SNOW TIRES: THE COLD FACTS
Purpose-built winter tires are the only ones to use if driver safety is your #1 priority
By Bruce W. Smith
Winter can bring with it a variety of adverse weather conditions from snow and ice to rain and fog. All of these unpredictable elements can make driving in winter challenging for everyone.
According to recent studies by Goodyear Tire, more than 75 percent of surveyed drivers believe winter tires make a difference in challenging winter weather, yet 58 percent of those in cold-weather areas don’t use winter tires.
That’s not really surprising, as the typical consumer doesn’t want to pay for the cost of having two sets of tires: one for winter, the second for the other eight months of the year.
But the ones who face the worst winter driving conditions day in and day out – and who should make that seasonal tire change – are contractors in the Midwest and northern tier states whose living depends on their pickups performing and their drivers being safe.
Mark Cox, Director of the Bridgestone Winter Driving School in Steamboat Springs, Colo., says “One of the most important factors in starting, steering or stopping on ice and snow is a vehicle’s tires.”
“It makes no difference if you have a front-wheel, four-wheel or rear-wheel drive, your vehicle will perform better in winter driving conditions if it is equipped with purpose-built winter tires instead of all-season radials,” says Cox, one of the leading winter driving experts in the country.
That’s because “all-terrain,” “all-terrain,” and “traction tires” are designed to perform year-round in most conditions except when the temperatures drop below freezing, and snow/ice becomes the primary driving surface.
It’s then the softer rubber compounds and unique tread design of dedicated snow tires (those with the mountain peak/snow flake symbol) set themselves apart from other tires.
“Tire manufacturers have come a long way in improving winter traction of their all-season tires,” says Cox. “ But a dedicated winter tire is designed specifically to handle winter driving needs.”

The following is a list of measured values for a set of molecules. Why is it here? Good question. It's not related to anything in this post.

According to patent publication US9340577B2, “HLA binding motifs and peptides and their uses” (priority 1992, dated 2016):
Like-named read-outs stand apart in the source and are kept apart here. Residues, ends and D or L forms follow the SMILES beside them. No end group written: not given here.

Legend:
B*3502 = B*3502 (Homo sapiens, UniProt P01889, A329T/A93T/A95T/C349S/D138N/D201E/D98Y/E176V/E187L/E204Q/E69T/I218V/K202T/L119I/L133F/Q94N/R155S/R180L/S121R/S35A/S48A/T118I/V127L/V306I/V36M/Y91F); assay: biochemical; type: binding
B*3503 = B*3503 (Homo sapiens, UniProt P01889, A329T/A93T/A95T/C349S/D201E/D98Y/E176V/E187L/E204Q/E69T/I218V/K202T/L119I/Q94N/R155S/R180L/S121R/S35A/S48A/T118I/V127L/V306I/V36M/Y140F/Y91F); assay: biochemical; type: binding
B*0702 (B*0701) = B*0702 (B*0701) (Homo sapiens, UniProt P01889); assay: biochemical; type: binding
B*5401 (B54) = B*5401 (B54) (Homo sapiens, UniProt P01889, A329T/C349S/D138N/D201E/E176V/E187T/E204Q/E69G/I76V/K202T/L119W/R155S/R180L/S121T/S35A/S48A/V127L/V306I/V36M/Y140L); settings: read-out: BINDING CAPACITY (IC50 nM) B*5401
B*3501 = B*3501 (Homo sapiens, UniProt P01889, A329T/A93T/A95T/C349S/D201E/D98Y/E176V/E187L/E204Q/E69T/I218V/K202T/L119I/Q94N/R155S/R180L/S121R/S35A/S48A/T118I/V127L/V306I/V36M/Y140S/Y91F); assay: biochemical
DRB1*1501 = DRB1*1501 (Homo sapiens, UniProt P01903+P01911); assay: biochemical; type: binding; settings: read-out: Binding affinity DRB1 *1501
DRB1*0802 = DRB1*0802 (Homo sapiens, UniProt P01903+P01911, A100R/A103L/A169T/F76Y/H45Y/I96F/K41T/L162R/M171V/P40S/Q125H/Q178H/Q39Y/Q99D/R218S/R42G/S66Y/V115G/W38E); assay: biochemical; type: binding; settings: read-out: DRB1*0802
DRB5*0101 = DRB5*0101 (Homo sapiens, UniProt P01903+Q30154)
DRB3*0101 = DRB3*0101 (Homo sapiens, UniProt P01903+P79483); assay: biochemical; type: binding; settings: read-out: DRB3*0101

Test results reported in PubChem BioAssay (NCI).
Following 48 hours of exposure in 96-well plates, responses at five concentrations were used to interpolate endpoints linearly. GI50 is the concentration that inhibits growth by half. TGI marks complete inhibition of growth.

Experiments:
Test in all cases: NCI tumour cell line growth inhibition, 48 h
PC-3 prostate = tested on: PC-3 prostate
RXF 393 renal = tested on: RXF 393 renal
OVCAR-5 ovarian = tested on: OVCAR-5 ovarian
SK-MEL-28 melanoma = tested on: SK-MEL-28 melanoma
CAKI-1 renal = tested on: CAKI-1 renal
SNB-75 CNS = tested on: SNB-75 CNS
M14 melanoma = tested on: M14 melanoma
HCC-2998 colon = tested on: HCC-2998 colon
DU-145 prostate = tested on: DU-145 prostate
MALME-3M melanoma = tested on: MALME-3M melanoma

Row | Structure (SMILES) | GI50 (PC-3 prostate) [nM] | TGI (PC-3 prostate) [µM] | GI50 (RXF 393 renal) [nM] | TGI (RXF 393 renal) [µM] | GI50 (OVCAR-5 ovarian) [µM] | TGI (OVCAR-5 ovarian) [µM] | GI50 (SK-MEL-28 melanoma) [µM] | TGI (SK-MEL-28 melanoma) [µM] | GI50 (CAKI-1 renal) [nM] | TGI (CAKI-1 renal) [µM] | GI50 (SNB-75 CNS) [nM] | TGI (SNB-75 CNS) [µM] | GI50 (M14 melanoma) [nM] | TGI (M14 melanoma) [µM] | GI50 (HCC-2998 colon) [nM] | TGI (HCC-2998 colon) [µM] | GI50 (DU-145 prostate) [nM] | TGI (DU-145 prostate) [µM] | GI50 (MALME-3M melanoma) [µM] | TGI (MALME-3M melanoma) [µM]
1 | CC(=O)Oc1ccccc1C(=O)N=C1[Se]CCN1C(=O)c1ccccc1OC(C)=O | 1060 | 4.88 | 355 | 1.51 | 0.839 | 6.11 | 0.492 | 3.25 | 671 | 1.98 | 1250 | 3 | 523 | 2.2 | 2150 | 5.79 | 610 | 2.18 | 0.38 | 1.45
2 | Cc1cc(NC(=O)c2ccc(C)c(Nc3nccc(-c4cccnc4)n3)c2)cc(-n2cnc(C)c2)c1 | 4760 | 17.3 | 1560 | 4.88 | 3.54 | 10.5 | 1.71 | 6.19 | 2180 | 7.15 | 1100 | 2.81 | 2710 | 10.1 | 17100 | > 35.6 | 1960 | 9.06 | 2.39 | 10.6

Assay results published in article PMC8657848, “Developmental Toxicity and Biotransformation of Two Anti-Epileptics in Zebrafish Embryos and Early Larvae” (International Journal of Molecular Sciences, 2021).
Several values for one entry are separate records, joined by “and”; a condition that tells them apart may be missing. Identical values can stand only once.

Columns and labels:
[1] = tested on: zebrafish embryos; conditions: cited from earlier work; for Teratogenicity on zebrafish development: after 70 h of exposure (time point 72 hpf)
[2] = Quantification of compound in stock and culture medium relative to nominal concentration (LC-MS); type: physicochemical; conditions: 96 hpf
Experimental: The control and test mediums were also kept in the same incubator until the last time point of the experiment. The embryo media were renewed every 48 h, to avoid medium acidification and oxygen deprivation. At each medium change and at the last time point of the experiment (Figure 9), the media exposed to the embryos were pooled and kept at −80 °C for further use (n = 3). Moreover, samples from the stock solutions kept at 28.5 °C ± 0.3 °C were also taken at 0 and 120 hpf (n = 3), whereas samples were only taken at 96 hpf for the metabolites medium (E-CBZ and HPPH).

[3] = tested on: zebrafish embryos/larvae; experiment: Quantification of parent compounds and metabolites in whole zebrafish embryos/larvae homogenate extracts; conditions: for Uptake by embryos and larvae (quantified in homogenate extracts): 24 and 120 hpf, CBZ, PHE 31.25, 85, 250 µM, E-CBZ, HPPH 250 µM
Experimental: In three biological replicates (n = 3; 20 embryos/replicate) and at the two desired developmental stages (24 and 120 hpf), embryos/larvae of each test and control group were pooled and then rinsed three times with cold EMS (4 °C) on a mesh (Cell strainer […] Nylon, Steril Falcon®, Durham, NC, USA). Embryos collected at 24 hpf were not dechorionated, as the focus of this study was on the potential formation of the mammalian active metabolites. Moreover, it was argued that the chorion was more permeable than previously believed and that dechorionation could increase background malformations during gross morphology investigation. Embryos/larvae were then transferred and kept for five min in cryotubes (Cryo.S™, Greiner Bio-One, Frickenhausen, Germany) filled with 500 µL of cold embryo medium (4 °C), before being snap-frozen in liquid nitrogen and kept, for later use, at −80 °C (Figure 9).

The key performance factor of purpose-built snow tires, studded or studless, is the softer and more pliable rubber compound in the tread face – and the tread design itself.
Think work boots: When you are walking in the snow, which boots give a better grip, those with more flexible soles with snow treads or the everyday work boot?
A couple years ago I experienced first-hand the difference between dedicated snow/ice tires and the standard pickup tires while driving a GMC Duramax 2500 Crew Cab 4×4 during a two-day comparison test at Cox’s winter driving school.
The difference in vehicle control between the typical all-season tire and four different purpose-built snow tires was eye-opening to say the least.
One of the reasons for the huge difference in grip between “warm weather” and “snow tires” is tires designed for use in sub-freezing temperatures have a rubber compound that stays very flexible in temps well below zero.
That means the snow tires’ tread bends and twists, remaining in contact with the freezing road surface instead of lifting off as does a typical tire during cornering, acceleration or braking maneuvers.
Then there’s the snow tire’s tread design itself. If you look very closely at a dedicated snow/ice tire’s tread you’ll see every tread block is riddled with little slits, grooves and pores.
These tiny changes in the surface create thousands of biting edges that grip the ice and allow snow to pack in so it grips with new snow that rolls under the tread. (Snow grips with snow.)
In addition to the biting action, the minute cuts, slits and pores absorb the film of water that develops on top of icy roads, thereby allowing the biting edges to adhere to the surface with less interference.
The result is greater steering and braking control on slippery road surfaces than you’d get with other tires.
As James Thompson, a contractor in New York’s Adirondack region, said after switching over his pickups to dedicated snow tires last year, “I’ll never go another winter without putting on snow tires. The change in traction from the A/Ts I normally run on my trucks is amazingly better.”
Soft tread compounds and thousands of gripping surfaces around each tire make for very good vehicle control when Mother Nature brings on the white stuff.
When it comes time to swap out summer tires for the winter treads, replace all four. If you just put the tires with the better traction on the rear, you’ll be setting yourself up for some serious problems.
For example, put the tires with better traction on the rear of your pickup and it will “understeer” in a slippery corner, wanting to go straight instead of turn.
Likewise, putting new tires with better traction on the front of the truck and the back will tend to slide out (oversteer) in corners or when braking.
So when you replace tires, make sure all four are of the same type, size and condition to keep balanced vehicle handling.